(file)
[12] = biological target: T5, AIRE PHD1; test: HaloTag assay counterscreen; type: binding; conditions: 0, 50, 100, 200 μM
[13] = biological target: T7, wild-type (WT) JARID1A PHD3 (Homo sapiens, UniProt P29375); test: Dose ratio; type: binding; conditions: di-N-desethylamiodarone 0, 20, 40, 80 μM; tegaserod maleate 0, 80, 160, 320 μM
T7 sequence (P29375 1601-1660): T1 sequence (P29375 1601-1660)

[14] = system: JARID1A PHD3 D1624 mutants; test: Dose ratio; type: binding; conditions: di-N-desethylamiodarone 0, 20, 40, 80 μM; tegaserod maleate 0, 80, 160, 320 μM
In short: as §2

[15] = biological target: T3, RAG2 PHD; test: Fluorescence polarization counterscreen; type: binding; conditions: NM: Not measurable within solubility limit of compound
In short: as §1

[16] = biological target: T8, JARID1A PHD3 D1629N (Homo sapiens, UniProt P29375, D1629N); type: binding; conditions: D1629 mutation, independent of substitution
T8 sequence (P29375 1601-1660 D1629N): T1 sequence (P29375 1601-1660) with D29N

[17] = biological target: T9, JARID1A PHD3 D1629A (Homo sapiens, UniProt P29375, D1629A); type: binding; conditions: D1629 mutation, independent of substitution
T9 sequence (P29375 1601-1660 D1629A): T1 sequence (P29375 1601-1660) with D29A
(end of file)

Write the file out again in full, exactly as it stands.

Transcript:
[12] = biological target: T5, AIRE PHD1; test: HaloTag assay counterscreen; type: binding; conditions: 0, 50, 100, 200 μM
[13] = biological target: T7, wild-type (WT) JARID1A PHD3 (Homo sapiens, UniProt P29375); test: Dose ratio; type: binding; conditions: di-N-desethylamiodarone 0, 20, 40, 80 μM; tegaserod maleate 0, 80, 160, 320 μM
T7 sequence (P29375 1601-1660): T1 sequence (P29375 1601-1660)

[14] = system: JARID1A PHD3 D1624 mutants; test: Dose ratio; type: binding; conditions: di-N-desethylamiodarone 0, 20, 40, 80 μM; tegaserod maleate 0, 80, 160, 320 μM
In short: as §2

[15] = biological target: T3, RAG2 PHD; test: Fluorescence polarization counterscreen; type: binding; conditions: NM: Not measurable within solubility limit of compound
In short: as §1

[16] = biological target: T8, JARID1A PHD3 D1629N (Homo sapiens, UniProt P29375, D1629N); type: binding; conditions: D1629 mutation, independent of substitution
T8 sequence (P29375 1601-1660 D1629N): T1 sequence (P29375 1601-1660) with D29N

[17] = biological target: T9, JARID1A PHD3 D1629A (Homo sapiens, UniProt P29375, D1629A); type: binding; conditions: D1629 mutation, independent of substitution
T9 sequence (P29375 1601-1660 D1629A): T1 sequence (P29375 1601-1660) with D29A